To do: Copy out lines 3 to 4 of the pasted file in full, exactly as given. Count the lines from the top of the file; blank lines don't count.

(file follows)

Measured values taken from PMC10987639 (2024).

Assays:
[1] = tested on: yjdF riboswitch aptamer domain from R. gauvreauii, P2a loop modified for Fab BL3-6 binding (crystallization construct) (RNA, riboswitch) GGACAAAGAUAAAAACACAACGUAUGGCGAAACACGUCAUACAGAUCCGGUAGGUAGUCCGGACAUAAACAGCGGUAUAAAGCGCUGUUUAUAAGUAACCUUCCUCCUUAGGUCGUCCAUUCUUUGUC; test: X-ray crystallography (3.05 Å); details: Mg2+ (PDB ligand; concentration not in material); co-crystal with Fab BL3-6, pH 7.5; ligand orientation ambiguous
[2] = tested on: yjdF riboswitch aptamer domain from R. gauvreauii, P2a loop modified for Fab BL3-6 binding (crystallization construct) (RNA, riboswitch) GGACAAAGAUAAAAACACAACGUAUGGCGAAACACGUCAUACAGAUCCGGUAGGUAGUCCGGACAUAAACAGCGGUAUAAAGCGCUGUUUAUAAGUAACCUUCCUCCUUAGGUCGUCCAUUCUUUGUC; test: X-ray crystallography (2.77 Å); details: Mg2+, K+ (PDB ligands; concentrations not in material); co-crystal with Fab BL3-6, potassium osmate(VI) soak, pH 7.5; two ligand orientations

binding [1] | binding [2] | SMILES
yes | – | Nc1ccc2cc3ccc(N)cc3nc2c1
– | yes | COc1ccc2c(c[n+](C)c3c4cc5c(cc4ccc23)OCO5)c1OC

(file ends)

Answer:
[1] = tested on: yjdF riboswitch aptamer domain from R. gauvreauii, P2a loop modified for Fab BL3-6 binding (crystallization construct) (RNA, riboswitch) GGACAAAGAUAAAAACACAACGUAUGGCGAAACACGUCAUACAGAUCCGGUAGGUAGUCCGGACAUAAACAGCGGUAUAAAGCGCUGUUUAUAAGUAACCUUCCUCCUUAGGUCGUCCAUUCUUUGUC; test: X-ray crystallography (3.05 Å); details: Mg2+ (PDB ligand; concentration not in material); co-crystal with Fab BL3-6, pH 7.5; ligand orientation ambiguous
[2] = tested on: yjdF riboswitch aptamer domain from R. gauvreauii, P2a loop modified for Fab BL3-6 binding (crystallization construct) (RNA, riboswitch) GGACAAAGAUAAAAACACAACGUAUGGCGAAACACGUCAUACAGAUCCGGUAGGUAGUCCGGACAUAAACAGCGGUAUAAAGCGCUGUUUAUAAGUAACCUUCCUCCUUAGGUCGUCCAUUCUUUGUC; test: X-ray crystallography (2.77 Å); details: Mg2+, K+ (PDB ligands; concentrations not in material); co-crystal with Fab BL3-6, potassium osmate(VI) soak, pH 7.5; two ligand orientations